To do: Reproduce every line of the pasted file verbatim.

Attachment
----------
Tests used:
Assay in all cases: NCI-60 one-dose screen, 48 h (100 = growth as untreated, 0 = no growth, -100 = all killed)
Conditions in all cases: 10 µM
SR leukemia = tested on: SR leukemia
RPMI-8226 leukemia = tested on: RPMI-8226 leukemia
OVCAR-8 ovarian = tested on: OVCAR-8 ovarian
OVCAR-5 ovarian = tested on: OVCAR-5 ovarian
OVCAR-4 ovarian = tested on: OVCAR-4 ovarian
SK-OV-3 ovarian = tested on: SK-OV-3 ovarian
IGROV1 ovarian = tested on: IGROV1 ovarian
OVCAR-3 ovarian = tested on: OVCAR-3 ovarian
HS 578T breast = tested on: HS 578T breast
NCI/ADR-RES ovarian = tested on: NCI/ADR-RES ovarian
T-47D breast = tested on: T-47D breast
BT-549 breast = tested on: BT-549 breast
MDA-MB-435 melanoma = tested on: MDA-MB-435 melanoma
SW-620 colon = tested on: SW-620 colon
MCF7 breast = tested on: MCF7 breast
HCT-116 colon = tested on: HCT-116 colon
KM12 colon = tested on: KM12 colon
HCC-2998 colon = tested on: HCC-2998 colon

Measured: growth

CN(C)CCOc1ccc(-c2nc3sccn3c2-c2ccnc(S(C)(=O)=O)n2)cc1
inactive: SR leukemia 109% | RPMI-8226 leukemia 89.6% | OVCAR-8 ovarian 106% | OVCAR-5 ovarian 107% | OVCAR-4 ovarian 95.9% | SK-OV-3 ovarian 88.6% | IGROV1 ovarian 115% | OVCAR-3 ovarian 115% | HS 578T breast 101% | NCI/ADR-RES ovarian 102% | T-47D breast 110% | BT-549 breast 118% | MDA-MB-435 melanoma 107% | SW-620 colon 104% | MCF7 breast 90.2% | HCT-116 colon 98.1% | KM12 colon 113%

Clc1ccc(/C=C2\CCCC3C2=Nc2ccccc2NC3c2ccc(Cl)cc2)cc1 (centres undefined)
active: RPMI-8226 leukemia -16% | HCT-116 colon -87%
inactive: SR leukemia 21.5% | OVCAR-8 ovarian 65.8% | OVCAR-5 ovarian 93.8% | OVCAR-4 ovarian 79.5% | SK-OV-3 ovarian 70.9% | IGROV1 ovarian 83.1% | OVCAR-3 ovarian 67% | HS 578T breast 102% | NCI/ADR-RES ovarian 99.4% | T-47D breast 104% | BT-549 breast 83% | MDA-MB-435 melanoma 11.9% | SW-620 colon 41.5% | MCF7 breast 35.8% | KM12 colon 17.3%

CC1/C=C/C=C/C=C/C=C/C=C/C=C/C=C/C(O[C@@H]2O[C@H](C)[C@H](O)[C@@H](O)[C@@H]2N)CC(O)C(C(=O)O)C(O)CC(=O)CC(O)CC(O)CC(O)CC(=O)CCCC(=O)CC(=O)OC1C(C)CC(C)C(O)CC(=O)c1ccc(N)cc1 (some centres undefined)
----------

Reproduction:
Tests used:
Assay in all cases: NCI-60 one-dose screen, 48 h (100 = growth as untreated, 0 = no growth, -100 = all killed)
Conditions in all cases: 10 µM
SR leukemia = tested on: SR leukemia
RPMI-8226 leukemia = tested on: RPMI-8226 leukemia
OVCAR-8 ovarian = tested on: OVCAR-8 ovarian
OVCAR-5 ovarian = tested on: OVCAR-5 ovarian
OVCAR-4 ovarian = tested on: OVCAR-4 ovarian
SK-OV-3 ovarian = tested on: SK-OV-3 ovarian
IGROV1 ovarian = tested on: IGROV1 ovarian
OVCAR-3 ovarian = tested on: OVCAR-3 ovarian
HS 578T breast = tested on: HS 578T breast
NCI/ADR-RES ovarian = tested on: NCI/ADR-RES ovarian
T-47D breast = tested on: T-47D breast
BT-549 breast = tested on: BT-549 breast
MDA-MB-435 melanoma = tested on: MDA-MB-435 melanoma
SW-620 colon = tested on: SW-620 colon
MCF7 breast = tested on: MCF7 breast
HCT-116 colon = tested on: HCT-116 colon
KM12 colon = tested on: KM12 colon
HCC-2998 colon = tested on: HCC-2998 colon

Measured: growth

CN(C)CCOc1ccc(-c2nc3sccn3c2-c2ccnc(S(C)(=O)=O)n2)cc1
inactive: SR leukemia 109% | RPMI-8226 leukemia 89.6% | OVCAR-8 ovarian 106% | OVCAR-5 ovarian 107% | OVCAR-4 ovarian 95.9% | SK-OV-3 ovarian 88.6% | IGROV1 ovarian 115% | OVCAR-3 ovarian 115% | HS 578T breast 101% | NCI/ADR-RES ovarian 102% | T-47D breast 110% | BT-549 breast 118% | MDA-MB-435 melanoma 107% | SW-620 colon 104% | MCF7 breast 90.2% | HCT-116 colon 98.1% | KM12 colon 113%

Clc1ccc(/C=C2\CCCC3C2=Nc2ccccc2NC3c2ccc(Cl)cc2)cc1 (centres undefined)
active: RPMI-8226 leukemia -16% | HCT-116 colon -87%
inactive: SR leukemia 21.5% | OVCAR-8 ovarian 65.8% | OVCAR-5 ovarian 93.8% | OVCAR-4 ovarian 79.5% | SK-OV-3 ovarian 70.9% | IGROV1 ovarian 83.1% | OVCAR-3 ovarian 67% | HS 578T breast 102% | NCI/ADR-RES ovarian 99.4% | T-47D breast 104% | BT-549 breast 83% | MDA-MB-435 melanoma 11.9% | SW-620 colon 41.5% | MCF7 breast 35.8% | KM12 colon 17.3%

CC1/C=C/C=C/C=C/C=C/C=C/C=C/C=C/C(O[C@@H]2O[C@H](C)[C@H](O)[C@@H](O)[C@@H]2N)CC(O)C(C(=O)O)C(O)CC(=O)CC(O)CC(O)CC(O)CC(=O)CCCC(=O)CC(=O)OC1C(C)CC(C)C(O)CC(=O)c1ccc(N)cc1 (some centres undefined)